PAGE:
“People are more conscious of the impact they’re having on the environment. It’s becoming more important for people to know they are living in a sustainable building and to understand their ecological footprint,” Mr Chan said.
There are several sustainability-driven apartment projects currently taking shape in Western Australia, including Defence Housing Australia’s recently completed Liv Apartments in Fremantle, designed by HASSELL and recognised as the state’s third One Planet Community, under the international Bioregional program.
This follows LandCorp’s WGV development and Yolk Property’s Evermore project.
Nearby, the 16-apartment Nightingale project designed by EHDO is under way, with solar panels delivering electricity savings of about $11,000 per annum across the building.
Another project under way is Edge Visionary Living’s $70 million, seven-storey apartment project Botanical, designed by Hillam Architects.
Botanical is one of the developer’s many projects featuring ‘green’ initiatives including water-wise fixtures, solar passive design, sustainable materials and systems that separate refuse and recycled waste.
Stirling’s $100 million MJA Studio-designed Cirque project currently under way is the first apartment development in WA to achieve a five-star Green Star rating (out of six) from the Green Building Council of Australia.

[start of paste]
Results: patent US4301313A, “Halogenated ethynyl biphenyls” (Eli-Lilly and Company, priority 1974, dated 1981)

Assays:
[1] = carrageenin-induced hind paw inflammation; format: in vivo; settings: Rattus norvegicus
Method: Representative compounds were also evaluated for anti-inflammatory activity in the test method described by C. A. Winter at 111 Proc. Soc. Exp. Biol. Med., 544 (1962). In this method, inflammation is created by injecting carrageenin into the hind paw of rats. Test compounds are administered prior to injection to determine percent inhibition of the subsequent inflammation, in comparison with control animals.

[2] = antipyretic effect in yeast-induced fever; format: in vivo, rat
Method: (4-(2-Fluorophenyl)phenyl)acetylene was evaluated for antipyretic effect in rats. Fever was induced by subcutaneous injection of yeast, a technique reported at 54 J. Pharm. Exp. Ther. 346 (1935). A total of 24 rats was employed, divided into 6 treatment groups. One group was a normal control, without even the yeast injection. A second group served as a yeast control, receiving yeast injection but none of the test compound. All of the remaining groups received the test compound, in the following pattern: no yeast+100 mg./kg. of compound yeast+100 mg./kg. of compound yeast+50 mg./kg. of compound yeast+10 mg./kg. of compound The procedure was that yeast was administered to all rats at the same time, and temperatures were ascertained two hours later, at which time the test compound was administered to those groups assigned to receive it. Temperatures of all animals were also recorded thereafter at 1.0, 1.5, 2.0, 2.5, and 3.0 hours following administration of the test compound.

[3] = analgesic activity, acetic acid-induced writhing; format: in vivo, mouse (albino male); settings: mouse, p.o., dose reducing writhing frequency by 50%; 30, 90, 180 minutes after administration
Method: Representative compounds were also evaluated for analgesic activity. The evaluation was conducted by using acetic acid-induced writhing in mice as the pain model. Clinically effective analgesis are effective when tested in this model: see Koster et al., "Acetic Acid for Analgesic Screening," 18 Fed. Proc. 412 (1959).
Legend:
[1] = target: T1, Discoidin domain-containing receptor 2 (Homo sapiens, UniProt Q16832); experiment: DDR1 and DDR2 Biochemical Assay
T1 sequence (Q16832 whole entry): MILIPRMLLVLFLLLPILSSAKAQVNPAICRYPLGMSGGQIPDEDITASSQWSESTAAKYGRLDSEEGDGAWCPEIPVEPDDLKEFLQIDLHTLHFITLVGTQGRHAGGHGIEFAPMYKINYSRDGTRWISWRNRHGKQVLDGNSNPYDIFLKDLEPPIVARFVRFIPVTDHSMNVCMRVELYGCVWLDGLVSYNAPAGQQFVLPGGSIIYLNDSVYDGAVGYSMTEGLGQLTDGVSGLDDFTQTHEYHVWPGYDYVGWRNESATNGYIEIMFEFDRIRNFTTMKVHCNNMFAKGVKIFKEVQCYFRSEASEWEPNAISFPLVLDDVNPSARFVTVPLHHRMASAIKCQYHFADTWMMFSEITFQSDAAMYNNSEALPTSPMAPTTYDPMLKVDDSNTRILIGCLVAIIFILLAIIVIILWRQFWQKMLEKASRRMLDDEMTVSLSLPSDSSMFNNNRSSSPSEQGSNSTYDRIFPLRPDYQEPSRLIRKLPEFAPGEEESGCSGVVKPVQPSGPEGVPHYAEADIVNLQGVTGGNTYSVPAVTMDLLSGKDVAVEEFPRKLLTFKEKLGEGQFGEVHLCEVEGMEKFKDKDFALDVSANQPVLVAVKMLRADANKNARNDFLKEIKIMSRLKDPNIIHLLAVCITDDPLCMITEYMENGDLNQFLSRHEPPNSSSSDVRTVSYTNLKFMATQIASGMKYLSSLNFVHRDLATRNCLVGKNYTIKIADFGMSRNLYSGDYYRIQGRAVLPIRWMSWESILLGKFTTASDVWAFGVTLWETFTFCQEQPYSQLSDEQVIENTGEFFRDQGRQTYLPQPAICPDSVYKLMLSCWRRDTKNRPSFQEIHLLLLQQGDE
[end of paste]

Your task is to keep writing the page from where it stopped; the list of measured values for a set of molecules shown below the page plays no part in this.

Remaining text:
He said the business’s $100 million Scarborough Beach Shack apartment project had been designed by Plus Architecture to achieve high environmental efficiency standards and the incorporation of advanced technologies.
“Technology is something that we’re pushing very hard on; it’s going to be the single most important thing that buyers are going to look at in five to 10 years’ time,” Mr Wilson said.
“The technology that we install into the backbone of a building will determine whether it’ll keep up with the speed of technology and the demands of our future lifestyles.
“For example, most buildings are still being built with copper as the backbone cable; that’s not easily upgradeable and not nearly as adaptable to future hardware.
“People laugh at us when they learn we have a drone landing zone. But when we explain our vision for the next 10 to 20 years and that our concern is that it may not be big enough, they get it.
“We believe that sometime in the future we’re going to be driving around in (flying) Ubers and drones will be the preferred method of delivery of goods. It’s already happening elsewhere in the world and we would be short-sighted if we didn’t plan for it.”
Residential developer Gary Dempsey is also taking a punt at anticipating future amenity and transport needs at his company’s 55-apartment project Siskas within the Taskers residential master-planned community in North Fremantle, due for completion late 2020.
Designed by ZMH Architects and Craig Steere Architecture for Gary Dempsey Developments, Siskas will incorporate a vertical take-off and landing (VTOL) space on its roof.
Mr Dempsey said Taskers was designed with forward planning and future advances in technology in mind, and said the arrival of VTOL aircrafts was set to become a reality in the next five years.